Today, it seems like legal departments are playing an increasingly important role in B2B sales interactions. I could speculate on the reasons why (A more litigious society? A larger population of lawyers? More cautious buyers?), but I won’t. Instead I’d like to give you a few ideas about what to do if you've convinced everyone in the organization to buy from you, but legal suddenly gets involved.
In other words how can you present your offering in a way that minimizes resistance from a legal department?
First, a confession: I’m a recovering lawyer. That’s right, before I re-discovered the joys of professional selling, I tried the law. It was not for me. And I was not for it. But the experience did provide me some useful insight into how they think...and how they buy...
Let’s not pay too much attention to the litigators. They’re the ones who argue in courts. If you get arrested, call a litigator. If you find yourself in a customer’s legal department, you’re probably talking to non-litigating attorneys. They’re the ones who are reviewing your contracts, letters of agreement, and proposals.
Naturally, if your company has a legal department of its own, there’s a pretty good chance that they won’t let you talk to other lawyers. They’re a very exclusive group. Obviously, I can't speak to the intricacies of complex contract negotiations or highly regulated industries. But, if you're just an average salesperson who suddenly finds yourself talking to lawyers, it might look something like this typical scenario...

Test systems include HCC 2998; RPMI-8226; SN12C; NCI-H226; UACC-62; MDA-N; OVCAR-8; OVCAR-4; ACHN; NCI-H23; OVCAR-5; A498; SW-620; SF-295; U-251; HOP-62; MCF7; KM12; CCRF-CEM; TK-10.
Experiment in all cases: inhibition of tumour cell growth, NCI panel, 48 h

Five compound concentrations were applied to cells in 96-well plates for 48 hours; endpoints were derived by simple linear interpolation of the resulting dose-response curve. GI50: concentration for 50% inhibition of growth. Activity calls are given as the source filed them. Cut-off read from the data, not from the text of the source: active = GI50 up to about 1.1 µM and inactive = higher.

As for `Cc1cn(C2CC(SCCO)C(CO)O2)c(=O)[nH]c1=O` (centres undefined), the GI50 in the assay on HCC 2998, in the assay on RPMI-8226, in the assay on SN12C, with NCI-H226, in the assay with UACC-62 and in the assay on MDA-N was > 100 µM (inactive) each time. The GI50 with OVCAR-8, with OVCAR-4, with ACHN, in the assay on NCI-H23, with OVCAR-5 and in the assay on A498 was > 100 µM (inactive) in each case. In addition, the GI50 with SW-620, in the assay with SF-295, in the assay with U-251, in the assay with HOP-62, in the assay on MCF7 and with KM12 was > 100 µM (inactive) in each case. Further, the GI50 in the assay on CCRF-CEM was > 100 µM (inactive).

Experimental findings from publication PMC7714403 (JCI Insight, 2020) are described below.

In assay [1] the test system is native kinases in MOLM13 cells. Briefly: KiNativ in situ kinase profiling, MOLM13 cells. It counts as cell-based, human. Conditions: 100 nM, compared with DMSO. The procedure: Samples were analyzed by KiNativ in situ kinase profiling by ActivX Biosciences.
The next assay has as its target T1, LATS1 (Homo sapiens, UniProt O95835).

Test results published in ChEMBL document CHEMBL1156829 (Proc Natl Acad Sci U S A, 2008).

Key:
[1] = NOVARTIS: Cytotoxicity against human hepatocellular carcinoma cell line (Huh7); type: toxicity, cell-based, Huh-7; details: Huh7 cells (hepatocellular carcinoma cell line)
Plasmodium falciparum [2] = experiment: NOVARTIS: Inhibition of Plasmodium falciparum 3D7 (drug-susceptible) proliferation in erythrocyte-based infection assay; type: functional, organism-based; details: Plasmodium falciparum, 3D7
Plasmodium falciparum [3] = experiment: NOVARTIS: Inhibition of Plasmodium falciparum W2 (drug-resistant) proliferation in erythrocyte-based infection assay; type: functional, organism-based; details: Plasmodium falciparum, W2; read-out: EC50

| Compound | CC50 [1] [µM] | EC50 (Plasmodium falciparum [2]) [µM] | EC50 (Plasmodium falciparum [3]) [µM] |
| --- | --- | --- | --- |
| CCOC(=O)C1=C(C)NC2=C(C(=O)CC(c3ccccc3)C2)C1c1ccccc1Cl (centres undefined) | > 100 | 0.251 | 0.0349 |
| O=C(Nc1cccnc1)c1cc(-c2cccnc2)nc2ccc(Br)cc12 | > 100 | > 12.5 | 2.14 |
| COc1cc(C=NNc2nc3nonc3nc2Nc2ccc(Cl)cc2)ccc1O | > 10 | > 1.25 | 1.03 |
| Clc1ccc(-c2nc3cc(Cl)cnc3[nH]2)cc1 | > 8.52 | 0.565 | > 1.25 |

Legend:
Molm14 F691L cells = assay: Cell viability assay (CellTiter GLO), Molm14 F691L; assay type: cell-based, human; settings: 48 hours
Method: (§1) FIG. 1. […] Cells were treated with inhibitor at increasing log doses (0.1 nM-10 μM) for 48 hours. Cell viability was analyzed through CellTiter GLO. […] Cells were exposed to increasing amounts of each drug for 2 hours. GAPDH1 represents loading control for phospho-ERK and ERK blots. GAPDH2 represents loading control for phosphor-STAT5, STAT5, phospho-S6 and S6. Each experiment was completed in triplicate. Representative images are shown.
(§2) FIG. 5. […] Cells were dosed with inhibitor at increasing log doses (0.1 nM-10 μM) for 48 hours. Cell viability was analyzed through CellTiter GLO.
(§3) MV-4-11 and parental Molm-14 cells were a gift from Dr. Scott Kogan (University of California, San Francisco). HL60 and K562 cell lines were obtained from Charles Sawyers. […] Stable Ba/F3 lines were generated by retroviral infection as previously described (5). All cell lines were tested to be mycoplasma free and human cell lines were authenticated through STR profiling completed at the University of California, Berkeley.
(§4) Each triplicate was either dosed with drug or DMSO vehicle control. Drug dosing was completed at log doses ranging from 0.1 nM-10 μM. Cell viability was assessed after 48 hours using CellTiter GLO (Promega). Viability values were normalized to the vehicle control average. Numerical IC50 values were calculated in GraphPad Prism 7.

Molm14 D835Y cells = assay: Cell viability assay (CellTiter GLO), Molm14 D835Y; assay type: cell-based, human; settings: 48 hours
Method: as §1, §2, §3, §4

You’re selling widgets (or even services for widgets). You convince the decision maker, the user, and everyone else that it's a smart move. You’re such a good salesperson that you’ve even convinced the CFO of the value you bring! But, at the last minute, some prudent person says, “Well, I like it and we want it, but we’ve got to run it by legal. Can you talk to our in-house Counsel?" Words of doom!
Lawyers have one, single, universal driving force in their professional lives.
Every professional move they make is driven by one thought: How can I avoid winding up in court?
In other words, their biggest fear is exposure! That means that everything you do, say, or write should emphasize how limited any potential exposure is.
But how do you do that?
Here are 5 to-do's:
- Do present your offering in a way that allows for completely predictable performance.
- Do minimize any human elements to your offer (because that’s unpredictable).
- Do describe the fact that you and your organization run like clockwork.
- Do highlight the fact that you'll deliver, predictably, on every promise.
- Do speak (or, better yet, write) precisely and emphasize the fact that you will work with them (within reason) to accomplish what they’re after.
Here are 3 don't's:
- Never ask lawyers to “take a chance” with you. That's not a sure thing.
- Don’t promise them the opportunity to be bold. That's too risky.
- Don’t say you’re “close to the mark.” That's not predictable.
As an aside, lawyers will almost always prefer writing rather than talking on the phone or meeting in person. They like a record. Why? You guessed it: Exposure. The secret to writing to a lawyer is precision and . . . minimizing exposure.
I’m not a practicing lawyer, so this is not legal advice. Just some tips to minimize resistance from lawyers when you've got the rest of the company on your side.